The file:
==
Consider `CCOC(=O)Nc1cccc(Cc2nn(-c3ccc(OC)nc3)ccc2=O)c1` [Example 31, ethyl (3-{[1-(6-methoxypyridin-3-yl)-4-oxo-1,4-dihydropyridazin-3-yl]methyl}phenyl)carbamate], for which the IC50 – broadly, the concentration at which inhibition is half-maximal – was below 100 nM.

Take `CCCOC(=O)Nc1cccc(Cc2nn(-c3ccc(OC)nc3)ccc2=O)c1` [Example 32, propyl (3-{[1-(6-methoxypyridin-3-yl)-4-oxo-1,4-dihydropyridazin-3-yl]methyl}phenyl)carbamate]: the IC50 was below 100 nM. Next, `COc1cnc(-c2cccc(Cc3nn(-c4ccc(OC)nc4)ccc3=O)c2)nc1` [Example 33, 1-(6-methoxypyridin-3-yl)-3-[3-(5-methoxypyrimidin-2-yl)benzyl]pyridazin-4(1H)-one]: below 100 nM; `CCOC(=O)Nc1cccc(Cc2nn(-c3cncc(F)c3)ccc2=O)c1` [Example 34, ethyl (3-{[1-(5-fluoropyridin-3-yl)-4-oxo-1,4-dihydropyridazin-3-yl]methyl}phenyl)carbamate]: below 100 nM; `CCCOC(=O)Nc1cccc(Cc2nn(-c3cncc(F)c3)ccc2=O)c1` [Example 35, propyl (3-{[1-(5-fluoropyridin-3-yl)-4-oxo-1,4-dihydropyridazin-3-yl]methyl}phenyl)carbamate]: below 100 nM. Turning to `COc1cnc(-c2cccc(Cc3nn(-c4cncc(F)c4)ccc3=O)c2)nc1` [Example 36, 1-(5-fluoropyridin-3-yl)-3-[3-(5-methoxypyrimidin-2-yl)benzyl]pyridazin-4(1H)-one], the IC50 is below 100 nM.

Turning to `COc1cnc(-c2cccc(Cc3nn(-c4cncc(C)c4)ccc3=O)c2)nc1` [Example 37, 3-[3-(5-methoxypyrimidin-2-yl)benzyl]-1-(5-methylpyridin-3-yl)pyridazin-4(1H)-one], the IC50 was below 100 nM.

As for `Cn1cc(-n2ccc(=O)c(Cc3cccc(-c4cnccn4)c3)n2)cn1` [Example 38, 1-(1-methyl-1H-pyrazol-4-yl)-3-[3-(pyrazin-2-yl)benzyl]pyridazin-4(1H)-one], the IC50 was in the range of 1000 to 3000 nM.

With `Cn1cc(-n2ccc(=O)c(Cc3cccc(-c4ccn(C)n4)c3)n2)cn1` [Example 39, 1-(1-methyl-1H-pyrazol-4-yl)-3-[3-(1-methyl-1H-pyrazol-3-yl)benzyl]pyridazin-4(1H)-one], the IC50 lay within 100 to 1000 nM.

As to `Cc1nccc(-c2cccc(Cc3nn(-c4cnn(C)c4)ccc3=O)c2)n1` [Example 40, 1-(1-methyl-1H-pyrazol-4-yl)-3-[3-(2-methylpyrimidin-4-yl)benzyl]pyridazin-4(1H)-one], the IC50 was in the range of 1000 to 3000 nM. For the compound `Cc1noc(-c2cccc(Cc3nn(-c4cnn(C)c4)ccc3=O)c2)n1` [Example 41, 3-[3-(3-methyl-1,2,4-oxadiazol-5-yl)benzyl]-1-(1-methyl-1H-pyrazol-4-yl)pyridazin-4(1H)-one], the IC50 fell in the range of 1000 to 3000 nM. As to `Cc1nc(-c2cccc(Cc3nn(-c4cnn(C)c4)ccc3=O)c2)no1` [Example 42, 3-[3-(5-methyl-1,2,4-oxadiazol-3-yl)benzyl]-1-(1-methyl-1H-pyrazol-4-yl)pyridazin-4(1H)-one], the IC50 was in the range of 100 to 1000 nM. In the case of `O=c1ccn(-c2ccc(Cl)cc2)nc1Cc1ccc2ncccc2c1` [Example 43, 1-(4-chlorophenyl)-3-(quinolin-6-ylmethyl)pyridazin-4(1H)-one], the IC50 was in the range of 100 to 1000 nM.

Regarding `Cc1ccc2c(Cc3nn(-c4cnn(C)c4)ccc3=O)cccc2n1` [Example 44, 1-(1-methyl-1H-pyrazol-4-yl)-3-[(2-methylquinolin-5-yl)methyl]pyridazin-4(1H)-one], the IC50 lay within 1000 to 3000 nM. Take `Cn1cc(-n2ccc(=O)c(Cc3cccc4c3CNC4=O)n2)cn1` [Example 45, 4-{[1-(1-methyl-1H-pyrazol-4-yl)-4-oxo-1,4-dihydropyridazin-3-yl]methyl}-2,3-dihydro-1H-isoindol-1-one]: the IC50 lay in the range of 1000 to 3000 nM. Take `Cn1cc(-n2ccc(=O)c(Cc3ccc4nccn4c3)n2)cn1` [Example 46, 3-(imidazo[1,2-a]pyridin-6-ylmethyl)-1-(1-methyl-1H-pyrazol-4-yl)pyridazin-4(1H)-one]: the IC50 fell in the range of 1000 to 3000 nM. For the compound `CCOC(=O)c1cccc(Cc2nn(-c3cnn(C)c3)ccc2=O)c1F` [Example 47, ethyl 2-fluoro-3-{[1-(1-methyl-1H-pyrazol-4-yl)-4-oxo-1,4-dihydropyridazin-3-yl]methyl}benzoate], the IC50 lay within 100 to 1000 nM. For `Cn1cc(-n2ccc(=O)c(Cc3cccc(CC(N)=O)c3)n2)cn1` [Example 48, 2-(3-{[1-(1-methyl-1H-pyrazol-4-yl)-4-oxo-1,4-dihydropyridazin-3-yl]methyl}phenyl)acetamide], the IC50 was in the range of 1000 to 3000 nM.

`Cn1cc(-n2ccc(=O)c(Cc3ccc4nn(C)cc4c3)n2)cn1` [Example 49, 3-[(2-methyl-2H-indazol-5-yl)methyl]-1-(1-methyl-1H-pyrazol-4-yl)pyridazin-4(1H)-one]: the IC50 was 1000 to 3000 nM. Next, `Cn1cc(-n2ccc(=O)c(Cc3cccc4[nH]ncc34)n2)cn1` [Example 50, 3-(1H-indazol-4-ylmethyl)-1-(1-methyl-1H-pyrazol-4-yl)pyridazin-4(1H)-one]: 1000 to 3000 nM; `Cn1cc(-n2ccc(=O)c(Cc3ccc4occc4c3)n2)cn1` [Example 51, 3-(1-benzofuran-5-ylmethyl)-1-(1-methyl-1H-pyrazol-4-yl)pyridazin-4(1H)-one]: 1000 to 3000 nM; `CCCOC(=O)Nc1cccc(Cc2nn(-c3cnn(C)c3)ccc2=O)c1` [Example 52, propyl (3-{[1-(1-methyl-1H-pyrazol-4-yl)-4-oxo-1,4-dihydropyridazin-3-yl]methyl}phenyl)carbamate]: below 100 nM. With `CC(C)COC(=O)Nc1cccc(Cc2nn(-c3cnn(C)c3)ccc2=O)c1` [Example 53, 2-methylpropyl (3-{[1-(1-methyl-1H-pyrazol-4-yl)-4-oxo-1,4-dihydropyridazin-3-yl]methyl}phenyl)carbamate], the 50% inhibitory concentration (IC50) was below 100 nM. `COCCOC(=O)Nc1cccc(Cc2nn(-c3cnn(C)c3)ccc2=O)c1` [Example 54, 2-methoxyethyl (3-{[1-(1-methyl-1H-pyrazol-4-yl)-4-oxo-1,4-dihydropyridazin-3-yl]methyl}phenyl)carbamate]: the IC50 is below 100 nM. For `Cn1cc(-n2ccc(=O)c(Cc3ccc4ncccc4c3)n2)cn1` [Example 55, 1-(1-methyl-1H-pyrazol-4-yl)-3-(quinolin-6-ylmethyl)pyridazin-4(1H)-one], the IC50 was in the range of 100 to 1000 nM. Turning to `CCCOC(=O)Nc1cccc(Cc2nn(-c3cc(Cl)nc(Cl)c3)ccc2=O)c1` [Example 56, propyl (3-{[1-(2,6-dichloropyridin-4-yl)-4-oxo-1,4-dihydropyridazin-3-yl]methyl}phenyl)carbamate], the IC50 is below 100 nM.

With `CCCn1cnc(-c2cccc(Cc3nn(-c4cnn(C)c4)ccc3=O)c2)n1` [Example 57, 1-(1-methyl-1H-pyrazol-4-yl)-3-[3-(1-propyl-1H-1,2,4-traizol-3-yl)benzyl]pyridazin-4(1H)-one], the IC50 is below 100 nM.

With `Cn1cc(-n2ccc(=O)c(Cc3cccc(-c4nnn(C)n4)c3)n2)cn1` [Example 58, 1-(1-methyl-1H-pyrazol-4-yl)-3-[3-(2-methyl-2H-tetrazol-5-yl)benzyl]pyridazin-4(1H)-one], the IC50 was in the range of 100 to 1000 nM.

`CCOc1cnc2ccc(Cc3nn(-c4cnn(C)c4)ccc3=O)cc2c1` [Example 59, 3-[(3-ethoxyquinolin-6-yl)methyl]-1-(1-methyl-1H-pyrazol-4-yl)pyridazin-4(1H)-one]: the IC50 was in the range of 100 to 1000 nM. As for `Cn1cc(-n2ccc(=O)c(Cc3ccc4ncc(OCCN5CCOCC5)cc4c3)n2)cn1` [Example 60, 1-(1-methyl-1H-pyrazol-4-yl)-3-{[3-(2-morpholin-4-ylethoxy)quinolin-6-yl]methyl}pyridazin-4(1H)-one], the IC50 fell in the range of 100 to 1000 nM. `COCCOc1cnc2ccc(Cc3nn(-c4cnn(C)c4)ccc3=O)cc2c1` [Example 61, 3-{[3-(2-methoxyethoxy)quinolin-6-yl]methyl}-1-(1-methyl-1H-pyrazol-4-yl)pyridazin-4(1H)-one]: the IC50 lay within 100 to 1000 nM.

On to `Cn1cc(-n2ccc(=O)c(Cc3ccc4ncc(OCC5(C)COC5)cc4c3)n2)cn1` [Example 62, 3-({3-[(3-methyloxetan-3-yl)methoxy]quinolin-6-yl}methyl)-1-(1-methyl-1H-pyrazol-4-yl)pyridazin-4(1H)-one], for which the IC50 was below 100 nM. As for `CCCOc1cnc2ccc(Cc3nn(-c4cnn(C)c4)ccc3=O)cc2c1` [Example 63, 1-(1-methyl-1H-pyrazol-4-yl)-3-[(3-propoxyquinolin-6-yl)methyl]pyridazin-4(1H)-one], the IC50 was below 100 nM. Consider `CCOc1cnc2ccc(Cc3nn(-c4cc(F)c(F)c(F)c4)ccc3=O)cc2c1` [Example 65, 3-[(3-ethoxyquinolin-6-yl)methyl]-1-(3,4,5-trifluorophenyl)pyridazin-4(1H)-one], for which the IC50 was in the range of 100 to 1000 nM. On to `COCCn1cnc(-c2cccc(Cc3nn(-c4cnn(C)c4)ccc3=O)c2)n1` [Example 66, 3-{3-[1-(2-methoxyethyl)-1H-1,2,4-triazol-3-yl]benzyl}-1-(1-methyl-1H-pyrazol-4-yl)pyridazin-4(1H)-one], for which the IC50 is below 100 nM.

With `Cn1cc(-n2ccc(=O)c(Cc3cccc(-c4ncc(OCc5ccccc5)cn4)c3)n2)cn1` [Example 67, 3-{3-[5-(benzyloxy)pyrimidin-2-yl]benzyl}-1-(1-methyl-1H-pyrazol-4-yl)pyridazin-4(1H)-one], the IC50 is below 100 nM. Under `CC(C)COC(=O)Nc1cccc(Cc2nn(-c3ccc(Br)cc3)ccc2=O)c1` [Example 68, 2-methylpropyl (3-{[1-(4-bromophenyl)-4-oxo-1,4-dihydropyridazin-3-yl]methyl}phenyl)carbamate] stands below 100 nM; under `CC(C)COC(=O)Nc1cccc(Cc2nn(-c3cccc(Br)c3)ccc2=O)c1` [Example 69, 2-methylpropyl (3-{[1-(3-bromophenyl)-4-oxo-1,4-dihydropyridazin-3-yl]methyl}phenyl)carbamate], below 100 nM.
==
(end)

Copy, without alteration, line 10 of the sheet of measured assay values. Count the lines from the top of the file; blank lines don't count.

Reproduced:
With `Cn1cc(-n2ccc(=O)c(Cc3cccc(-c4nnn(C)n4)c3)n2)cn1` [Example 58, 1-(1-methyl-1H-pyrazol-4-yl)-3-[3-(2-methyl-2H-tetrazol-5-yl)benzyl]pyridazin-4(1H)-one], the IC50 was in the range of 100 to 1000 nM.